Post by Mark Summers » Tue Oct 16, 2012 5:07 pm

Ronans AquaCote is a great product that is more of the one stroke variety.
They have them in the graphic colors as 1-Shot. You can get Ronan from
Dickblick.com

Mark

Cheryl Ellicott
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Re: Sign Painting / lettering without fumes?

Post by Cheryl Ellicott » Tue Oct 16, 2012 7:29 pm

excellent advice. I'm so glad I found this forum before progressing too far on the sign. I'll post pictures when I'm done. Definitely plan to do more signs, if anyone asks, because I'm really enjoying working at this size (years back I used to paint miniatures - then my eyesight stopped cooperating) -- and I love lettering...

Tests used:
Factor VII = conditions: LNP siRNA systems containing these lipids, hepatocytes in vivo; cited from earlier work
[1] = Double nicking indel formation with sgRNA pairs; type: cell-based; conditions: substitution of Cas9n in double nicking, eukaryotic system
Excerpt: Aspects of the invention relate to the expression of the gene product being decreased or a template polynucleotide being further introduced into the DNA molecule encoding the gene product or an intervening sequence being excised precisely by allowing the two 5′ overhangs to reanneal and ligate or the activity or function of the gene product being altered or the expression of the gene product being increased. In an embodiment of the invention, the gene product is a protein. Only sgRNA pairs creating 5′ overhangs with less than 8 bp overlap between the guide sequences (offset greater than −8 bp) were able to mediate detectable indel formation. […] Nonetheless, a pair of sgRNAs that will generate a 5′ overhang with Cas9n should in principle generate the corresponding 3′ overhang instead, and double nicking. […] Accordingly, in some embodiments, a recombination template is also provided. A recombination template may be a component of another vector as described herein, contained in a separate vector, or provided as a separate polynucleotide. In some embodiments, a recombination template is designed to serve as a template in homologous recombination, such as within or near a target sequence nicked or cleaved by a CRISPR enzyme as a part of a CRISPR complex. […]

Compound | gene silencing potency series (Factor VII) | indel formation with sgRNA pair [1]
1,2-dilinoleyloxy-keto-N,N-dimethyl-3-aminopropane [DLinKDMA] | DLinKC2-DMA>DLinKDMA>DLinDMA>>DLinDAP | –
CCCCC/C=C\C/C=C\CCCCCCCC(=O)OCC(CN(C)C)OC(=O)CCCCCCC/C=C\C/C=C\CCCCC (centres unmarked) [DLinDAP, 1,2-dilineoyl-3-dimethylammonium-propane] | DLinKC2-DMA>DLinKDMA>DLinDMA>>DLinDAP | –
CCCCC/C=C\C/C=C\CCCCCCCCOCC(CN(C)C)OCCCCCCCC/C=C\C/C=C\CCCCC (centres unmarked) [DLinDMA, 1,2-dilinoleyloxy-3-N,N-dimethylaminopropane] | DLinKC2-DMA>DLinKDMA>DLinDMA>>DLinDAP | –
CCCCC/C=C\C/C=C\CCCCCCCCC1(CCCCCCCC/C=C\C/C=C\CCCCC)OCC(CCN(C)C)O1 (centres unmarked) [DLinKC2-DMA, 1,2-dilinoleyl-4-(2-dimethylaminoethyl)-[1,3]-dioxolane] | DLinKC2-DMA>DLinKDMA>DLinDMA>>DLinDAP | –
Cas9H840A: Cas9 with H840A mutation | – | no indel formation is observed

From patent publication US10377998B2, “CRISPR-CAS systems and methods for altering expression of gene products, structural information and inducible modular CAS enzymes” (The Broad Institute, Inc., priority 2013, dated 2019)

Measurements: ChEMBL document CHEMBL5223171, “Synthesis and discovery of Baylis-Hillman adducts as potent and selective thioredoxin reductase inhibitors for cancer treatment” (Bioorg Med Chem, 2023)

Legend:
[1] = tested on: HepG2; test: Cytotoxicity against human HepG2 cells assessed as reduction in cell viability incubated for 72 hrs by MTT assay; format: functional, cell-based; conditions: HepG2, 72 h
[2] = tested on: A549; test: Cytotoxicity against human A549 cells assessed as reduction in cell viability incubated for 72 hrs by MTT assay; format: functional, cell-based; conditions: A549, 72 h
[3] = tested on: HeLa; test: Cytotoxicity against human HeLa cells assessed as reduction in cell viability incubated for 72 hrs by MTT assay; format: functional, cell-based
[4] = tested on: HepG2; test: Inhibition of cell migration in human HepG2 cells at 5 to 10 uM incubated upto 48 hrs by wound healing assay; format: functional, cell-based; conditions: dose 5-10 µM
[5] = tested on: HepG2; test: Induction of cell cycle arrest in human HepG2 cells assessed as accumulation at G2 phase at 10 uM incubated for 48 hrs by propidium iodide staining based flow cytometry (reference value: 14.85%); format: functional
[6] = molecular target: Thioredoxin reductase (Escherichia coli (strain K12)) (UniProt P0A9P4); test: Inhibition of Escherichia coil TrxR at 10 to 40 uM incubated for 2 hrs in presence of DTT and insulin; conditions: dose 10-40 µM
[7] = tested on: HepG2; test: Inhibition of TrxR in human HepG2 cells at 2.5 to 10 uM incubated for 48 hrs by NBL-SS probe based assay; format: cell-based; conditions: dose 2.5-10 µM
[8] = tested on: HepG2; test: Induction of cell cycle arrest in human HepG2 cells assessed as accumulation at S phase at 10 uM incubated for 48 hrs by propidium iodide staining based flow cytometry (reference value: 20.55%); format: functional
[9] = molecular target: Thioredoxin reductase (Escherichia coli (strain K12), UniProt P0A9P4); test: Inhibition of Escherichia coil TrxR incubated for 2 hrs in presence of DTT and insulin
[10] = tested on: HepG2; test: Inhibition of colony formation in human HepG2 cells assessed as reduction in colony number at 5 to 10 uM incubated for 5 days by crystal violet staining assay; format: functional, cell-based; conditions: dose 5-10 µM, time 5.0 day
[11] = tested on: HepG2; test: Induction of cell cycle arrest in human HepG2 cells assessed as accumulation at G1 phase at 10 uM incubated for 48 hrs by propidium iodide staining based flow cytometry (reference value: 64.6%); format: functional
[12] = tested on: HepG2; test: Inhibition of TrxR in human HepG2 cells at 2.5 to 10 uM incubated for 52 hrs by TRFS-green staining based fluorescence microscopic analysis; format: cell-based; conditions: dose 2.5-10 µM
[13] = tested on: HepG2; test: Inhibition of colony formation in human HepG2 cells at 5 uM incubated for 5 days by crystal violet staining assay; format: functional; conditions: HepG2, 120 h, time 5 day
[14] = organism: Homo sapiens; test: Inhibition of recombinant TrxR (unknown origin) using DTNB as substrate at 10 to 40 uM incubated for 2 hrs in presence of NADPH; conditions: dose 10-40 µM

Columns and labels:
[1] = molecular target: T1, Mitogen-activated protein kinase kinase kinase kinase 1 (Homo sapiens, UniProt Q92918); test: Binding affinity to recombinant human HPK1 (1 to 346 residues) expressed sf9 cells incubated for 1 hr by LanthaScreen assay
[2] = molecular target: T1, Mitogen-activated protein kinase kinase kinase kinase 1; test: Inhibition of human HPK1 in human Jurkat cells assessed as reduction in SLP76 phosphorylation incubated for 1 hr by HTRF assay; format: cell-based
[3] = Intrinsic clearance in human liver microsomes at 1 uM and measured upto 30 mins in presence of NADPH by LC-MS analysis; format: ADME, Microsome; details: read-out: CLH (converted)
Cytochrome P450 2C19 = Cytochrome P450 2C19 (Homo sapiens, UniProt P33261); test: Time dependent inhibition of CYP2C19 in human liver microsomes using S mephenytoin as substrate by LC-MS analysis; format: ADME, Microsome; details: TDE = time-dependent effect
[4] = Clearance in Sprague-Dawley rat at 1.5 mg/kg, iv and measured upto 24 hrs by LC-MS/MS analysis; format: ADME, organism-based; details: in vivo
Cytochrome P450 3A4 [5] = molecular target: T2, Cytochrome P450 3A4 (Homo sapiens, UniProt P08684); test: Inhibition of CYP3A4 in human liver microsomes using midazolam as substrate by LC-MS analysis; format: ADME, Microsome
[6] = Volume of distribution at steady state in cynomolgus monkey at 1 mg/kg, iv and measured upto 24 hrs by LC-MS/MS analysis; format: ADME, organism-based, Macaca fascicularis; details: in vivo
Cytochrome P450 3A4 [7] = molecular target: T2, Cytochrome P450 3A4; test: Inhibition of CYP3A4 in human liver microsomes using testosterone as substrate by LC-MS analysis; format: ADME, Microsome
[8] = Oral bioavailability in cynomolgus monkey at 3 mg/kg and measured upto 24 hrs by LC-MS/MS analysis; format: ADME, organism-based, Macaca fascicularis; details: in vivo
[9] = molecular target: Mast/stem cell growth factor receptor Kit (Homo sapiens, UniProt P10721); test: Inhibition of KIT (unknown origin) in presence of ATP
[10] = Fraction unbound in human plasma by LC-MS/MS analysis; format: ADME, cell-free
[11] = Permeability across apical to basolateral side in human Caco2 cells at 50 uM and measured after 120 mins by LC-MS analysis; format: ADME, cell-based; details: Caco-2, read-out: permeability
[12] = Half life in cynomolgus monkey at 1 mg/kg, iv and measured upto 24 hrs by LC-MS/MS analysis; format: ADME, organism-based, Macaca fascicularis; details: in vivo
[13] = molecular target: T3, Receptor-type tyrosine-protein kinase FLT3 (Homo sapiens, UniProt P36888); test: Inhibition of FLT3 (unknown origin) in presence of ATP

cheryl

Cheryl Ellicott
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Re: Sign Painting / lettering without fumes?

Post by Cheryl Ellicott » Thu Oct 18, 2012 12:34 pm

here are some pictures, one of their old sign (blurry, sorry) and one of what I'm painting, almost done.
Attachments
10-18-2012 003wip.jpg
Here's my work in progress. Almost done. Suggestions for improvement are welcome.
10-18-2012 003wip.jpg (226.07 KiB) Viewed 4127 times
09-13-2012 006OLDsign.jpg
this was their OLD sign -- peeling white paint, arial style sticky letters from the hardware store...
09-13-2012 006OLDsign.jpg (81.67 KiB) Viewed 4133 times

Dan Seese
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Re: Sign Painting / lettering without fumes?

Post by Dan Seese » Thu Oct 18, 2012 7:24 pm

Cheryl,

It's always intimidating to take on your first sign but it looks like you've attacked it with gusto.